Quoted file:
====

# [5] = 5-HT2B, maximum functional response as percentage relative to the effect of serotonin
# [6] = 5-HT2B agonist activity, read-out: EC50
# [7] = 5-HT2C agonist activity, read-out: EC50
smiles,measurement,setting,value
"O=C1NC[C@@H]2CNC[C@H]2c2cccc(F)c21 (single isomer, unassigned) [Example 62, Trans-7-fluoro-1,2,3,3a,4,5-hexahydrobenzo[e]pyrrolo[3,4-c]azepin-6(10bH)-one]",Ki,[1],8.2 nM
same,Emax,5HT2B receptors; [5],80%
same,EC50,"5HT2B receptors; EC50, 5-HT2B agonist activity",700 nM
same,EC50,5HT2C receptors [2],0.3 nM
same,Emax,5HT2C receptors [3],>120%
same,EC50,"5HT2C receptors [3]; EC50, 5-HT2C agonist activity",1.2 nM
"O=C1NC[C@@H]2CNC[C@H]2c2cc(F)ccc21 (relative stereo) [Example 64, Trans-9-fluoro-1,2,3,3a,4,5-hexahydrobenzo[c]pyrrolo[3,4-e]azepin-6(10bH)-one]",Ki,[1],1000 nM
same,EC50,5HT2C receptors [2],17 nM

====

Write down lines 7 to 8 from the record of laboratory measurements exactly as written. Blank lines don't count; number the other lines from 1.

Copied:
same,EC50,"5HT2B receptors; EC50, 5-HT2B agonist activity",700 nM
same,EC50,5HT2C receptors [2],0.3 nM